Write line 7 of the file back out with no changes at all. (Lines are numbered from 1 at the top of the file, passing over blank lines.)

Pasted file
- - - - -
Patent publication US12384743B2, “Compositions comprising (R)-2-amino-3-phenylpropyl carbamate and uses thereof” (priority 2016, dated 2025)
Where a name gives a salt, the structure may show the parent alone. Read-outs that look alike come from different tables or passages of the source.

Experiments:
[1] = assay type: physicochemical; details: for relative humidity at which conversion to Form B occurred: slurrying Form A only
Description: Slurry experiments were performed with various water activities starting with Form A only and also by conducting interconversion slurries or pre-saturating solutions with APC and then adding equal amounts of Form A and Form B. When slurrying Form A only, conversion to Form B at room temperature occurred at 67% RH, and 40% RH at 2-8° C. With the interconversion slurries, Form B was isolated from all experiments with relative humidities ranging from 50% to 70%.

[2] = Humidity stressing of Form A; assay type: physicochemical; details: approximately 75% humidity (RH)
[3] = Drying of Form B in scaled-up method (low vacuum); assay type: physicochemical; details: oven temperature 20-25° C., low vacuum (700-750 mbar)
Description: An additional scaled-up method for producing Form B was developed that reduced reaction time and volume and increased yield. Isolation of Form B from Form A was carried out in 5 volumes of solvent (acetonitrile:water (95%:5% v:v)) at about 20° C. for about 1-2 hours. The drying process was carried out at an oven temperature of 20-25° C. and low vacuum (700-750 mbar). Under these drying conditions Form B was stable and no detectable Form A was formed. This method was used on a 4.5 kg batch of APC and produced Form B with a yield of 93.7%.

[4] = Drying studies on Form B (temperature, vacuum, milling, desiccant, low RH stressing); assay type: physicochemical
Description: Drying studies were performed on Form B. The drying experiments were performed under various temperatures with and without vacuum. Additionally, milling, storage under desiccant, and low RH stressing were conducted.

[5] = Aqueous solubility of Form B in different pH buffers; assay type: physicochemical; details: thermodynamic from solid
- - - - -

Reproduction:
[3] = Drying of Form B in scaled-up method (low vacuum); assay type: physicochemical; details: oven temperature 20-25° C., low vacuum (700-750 mbar)